Field Guide

Aquatic Invertebrates

Showing 1 - 10 of 29 results
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deertoe
Species Types
Scientific Name
Truncilla truncata
Description
A common mussel in some areas, deertoe have decorative green markings.
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fragile papershell
Species Types
Scientific Name
Leptodea fragilis
Description
A widespread mussel that relies on freshwater drum as host fish for the developing young.
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giant floater
Species Types
Scientific Name
Pygandon grandis
Description
When a floater dies, this large mussel with a thick shell will actually rise to the water surface and float as it decays.
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lilliput
Species Types
Scientific Name
Toxolasma parvus
Description
These diminutive mollusks are the smallest of Missouri’s freshwater mussels.
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maple leaf
Species Types
Scientific Name
Quadrula quadrula
Description
The mapleleaf spawns in the summer, using catfish as a host.
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mucket
Species Types
Scientific Name
Actinonaias ligamentina
Description
One of the most widespread and numerous mussels in southern Missouri.
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paper pondshell
Species Types
Scientific Name
Utterbackia imbecillis
Description
Unlike most other freshwater mussels, this species is hermaphrodic: An individual mussel can be both male and female.
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pimpleback
Species Types
Scientific Name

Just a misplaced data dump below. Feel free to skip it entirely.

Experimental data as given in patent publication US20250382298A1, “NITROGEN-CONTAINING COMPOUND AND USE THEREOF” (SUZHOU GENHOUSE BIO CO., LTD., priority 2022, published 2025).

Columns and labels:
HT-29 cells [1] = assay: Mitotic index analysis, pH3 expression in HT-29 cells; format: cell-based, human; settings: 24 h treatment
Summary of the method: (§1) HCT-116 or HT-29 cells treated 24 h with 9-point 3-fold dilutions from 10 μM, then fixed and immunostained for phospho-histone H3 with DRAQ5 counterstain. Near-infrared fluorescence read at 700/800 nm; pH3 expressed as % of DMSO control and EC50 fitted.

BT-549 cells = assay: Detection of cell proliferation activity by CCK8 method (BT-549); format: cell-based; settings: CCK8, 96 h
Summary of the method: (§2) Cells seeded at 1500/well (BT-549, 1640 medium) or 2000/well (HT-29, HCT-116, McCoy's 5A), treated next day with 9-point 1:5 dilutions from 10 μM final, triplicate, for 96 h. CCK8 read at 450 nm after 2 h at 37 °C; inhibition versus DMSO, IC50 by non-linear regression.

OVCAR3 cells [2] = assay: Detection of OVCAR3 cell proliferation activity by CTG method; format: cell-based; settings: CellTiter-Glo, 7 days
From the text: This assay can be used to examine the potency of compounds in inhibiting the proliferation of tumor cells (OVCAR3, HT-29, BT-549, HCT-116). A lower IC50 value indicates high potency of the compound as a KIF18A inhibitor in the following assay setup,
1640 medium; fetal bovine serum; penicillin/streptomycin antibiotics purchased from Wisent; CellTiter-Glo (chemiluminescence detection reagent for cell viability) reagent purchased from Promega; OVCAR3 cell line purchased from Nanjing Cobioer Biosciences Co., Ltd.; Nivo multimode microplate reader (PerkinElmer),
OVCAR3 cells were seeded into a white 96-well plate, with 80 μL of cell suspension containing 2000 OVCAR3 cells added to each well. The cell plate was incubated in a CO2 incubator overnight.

Quadrula pustulosa
Description
While the pimpleback is usually bumpy, some individuals are perfectly smooth.
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pink heelsplitter
Species Types
Scientific Name
Potamilus alatus
Description
A large dorsal wing and purple lining make identification of this widespread mussel easy.
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pink papershell
Species Types
Scientific Name
Potamilus ohiensis
Description
This species enjoys the same geographic distribution in our state as the pink heelsplitter, and it generally resembles that species, too. But as the name suggests, the pink papershell usually has a thinner shell and is smaller. Also, it prefers rather shallow water with a good current.
See Also

About Aquatic Invertebrates in Missouri

Missouri's streams, lakes, and other aquatic habitats hold thousands of kinds of invertebrates — worms, freshwater mussels, snails, crayfish, insects, and other animals without backbones. These creatures are vital links in the aquatic food chain, and their presence and numbers tell us a lot about water quality.